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Strength coach Darrion Jones supports Seminoles 'from highest of highs to lowest of lows'

On3 imageby:Ira Schoffel07/09/24


Editor’s Note: With preseason practice approaching later this month, Warchant is profiling all five members of Florida State football’s strength and conditioning staff individually and then examining the impact of the entire group as a whole.


Darrion Jones’ playing days ended the way they do for most college football players. Even ones who started for multiple years on the FBS level, like Jones did on defense for the Washington Huskies.

There was a brief NFL tryout. There was the harsh reality of needing to find a job and to pay bills while figuring out his next step. And then there was the harsher reality of coming to grips with the end of his football career.

For several months, the former defensive end and linebacker wasn’t exactly sure what to do with his life and how to use his bachelor’s degree in political science. The only thing he knew for sure was that he absolutely did not want to do what he had been doing since graduation.

“I was driving trucks for FedEx and trying to figure out the next phase in life, now that football’s done,” Jones said. “And I was like, ‘This is not what I want to do.'”

No offense to delivery drivers, of course.

It’s just that Jones had allowed himself to be sidetracked from his real professional goal during his five years at Washington, and it always gnawed at him.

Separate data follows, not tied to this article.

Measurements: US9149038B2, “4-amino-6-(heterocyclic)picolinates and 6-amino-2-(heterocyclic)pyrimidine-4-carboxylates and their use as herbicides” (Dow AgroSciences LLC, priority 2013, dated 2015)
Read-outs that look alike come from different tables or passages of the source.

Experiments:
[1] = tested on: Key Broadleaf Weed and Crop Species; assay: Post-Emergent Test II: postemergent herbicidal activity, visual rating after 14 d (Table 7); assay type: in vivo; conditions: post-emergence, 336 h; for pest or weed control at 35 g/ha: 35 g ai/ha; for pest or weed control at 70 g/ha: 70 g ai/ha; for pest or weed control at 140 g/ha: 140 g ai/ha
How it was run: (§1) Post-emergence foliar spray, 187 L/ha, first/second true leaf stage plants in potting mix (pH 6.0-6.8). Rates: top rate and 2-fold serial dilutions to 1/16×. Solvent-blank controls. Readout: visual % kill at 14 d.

Having grown up the son of a professional athlete — Darrion’s father, Danny, starred in basketball and track at Boise State and spent some time with the NBA’s Milwaukee Bucks — he had been around strength training and player development his entire life.

Mentored and motivated by a father and older brother who excelled in sports and loved working out, Darrion remembers his dad getting him a membership to 24-hour Fitness when he was just 13 years old.

“I loved lifting weights and training and just being strong,” Jones said.

And he loved seeing what that lifestyle did for other athletes. So when the California native signed with Washington out of high school, the plan was to major in kinesiology and one day work in that field.

“I wanted to cultivate athletes into being better versions of themselves,” Jones said.